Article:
THe Synanon Foundation, a drug rehabilitation organization that has been embroiled in a controversy practically since the group attempted to establish East Coast headquarters in May at the Boston House apartments on Massachusetts Avenue NW, has left the city, knowledgeable sources said yesterday.
Herman Hochman, president of the Boston House Tenants Association, said "Friday was the last day for them, and as far we know, they are all out of here. We saw them moving their bedding and furniture out."
Leslie Scherr, an attorney who represented Synanon at an informal hearing with law enforcement officials here, said, "I believe there are no more Synanon people at the Boston House," Scherr would not say where the group has gone, nor could Synanon spokesmen be reached yesterday.
Two telephone numbers at Synanon offices at Boston House, 1711, Massachusetts Ave. NW. have been disconnected. Telephone operators gave a new number for the organization in Adams County, Pa.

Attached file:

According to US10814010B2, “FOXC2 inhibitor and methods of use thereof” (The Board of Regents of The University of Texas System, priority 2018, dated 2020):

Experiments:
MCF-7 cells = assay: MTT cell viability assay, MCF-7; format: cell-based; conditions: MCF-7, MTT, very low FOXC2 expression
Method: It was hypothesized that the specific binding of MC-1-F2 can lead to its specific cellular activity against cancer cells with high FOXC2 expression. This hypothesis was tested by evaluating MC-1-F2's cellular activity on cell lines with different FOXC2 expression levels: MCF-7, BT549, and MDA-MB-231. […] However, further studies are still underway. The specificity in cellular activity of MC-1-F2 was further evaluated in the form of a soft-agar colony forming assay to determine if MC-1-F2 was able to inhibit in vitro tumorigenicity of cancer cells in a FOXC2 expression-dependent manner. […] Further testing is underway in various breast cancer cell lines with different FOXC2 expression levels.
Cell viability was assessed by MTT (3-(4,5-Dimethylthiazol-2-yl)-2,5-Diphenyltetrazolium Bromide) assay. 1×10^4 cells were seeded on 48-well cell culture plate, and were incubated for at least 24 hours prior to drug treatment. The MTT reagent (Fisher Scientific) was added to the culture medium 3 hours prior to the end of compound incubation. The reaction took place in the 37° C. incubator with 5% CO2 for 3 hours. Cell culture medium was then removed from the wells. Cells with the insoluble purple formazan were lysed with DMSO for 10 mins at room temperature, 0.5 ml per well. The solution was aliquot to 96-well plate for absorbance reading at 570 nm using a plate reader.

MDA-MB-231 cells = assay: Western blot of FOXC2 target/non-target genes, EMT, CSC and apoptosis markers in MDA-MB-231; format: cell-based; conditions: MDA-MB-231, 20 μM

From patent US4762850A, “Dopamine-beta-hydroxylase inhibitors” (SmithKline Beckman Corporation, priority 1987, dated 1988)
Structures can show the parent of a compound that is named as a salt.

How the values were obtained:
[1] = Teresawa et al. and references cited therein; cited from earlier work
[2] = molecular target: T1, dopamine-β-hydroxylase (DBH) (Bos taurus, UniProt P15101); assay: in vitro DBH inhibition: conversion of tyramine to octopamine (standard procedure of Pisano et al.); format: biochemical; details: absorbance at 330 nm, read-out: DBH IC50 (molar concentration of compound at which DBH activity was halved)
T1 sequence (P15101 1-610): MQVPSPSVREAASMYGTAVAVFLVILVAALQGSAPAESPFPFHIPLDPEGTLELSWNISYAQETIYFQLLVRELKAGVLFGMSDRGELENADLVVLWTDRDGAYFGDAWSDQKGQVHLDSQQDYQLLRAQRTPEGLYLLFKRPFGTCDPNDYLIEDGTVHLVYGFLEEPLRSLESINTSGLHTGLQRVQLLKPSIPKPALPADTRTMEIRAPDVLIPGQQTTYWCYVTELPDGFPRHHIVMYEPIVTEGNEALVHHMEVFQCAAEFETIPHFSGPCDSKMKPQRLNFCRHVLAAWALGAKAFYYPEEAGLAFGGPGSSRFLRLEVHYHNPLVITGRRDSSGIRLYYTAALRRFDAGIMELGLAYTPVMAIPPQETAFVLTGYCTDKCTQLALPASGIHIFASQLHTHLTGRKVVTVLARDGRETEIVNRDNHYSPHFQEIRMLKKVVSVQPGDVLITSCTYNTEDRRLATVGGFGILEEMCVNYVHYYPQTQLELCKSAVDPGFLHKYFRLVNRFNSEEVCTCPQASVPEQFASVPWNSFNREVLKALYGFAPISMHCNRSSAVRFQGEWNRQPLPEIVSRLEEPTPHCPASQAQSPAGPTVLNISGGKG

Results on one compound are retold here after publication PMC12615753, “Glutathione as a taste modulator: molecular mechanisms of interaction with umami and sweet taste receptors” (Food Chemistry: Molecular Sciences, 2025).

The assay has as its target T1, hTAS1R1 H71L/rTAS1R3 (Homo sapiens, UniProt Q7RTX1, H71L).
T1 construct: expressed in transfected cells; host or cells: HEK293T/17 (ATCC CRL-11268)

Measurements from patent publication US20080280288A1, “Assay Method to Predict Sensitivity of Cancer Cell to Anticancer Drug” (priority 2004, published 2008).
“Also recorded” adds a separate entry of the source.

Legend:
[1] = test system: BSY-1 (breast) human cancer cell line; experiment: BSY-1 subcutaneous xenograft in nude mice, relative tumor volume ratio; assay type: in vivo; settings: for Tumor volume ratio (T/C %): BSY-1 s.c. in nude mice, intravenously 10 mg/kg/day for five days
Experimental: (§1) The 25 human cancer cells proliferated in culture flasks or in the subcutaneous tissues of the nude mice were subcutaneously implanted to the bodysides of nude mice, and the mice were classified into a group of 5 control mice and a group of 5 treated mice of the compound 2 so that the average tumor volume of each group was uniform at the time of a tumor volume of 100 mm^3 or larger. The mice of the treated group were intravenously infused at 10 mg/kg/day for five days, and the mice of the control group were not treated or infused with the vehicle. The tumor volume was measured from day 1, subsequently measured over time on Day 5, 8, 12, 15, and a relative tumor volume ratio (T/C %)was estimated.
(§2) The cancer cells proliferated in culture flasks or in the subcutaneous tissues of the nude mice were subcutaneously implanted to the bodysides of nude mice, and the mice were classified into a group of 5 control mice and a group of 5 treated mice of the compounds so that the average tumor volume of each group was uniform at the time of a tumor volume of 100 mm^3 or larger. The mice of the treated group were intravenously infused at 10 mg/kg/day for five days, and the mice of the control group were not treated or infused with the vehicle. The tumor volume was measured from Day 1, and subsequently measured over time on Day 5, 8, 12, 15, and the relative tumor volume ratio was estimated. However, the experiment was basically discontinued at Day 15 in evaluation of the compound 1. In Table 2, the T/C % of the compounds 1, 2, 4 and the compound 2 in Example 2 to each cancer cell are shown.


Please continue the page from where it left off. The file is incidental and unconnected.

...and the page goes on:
Tensions between Synanon members and Boston House tenants began last spring when Synanon members indicated that they had entered into a tentative agreement to buy the apartment building and move into the seventh and eighth floors of the building. Some of the apartments, sources said, were made into offices.
The controversy heightened, however, when zoning official indicated that Synanon had violated city zoning laws for having offices without permits and when warrants were issued for Synanon Founder Charles Dederich and Howard Garfield, another Synanon member, for allegedly assaulting a Washington Post photographer.
At an informal hearing at the U.S. Attorney's office June 19, Synanon spokesmen indicated they would leave the Washington area by June 30 and that neither Garfield nor Dederich would come back into the area, sources reported at the time.
A source at the U.S. Attorney's office said yesterday that the warrants against Synanon members have not been dropped, but that "if they are indeed gone when the situation is reviewed, dropping the charges will just be a formality."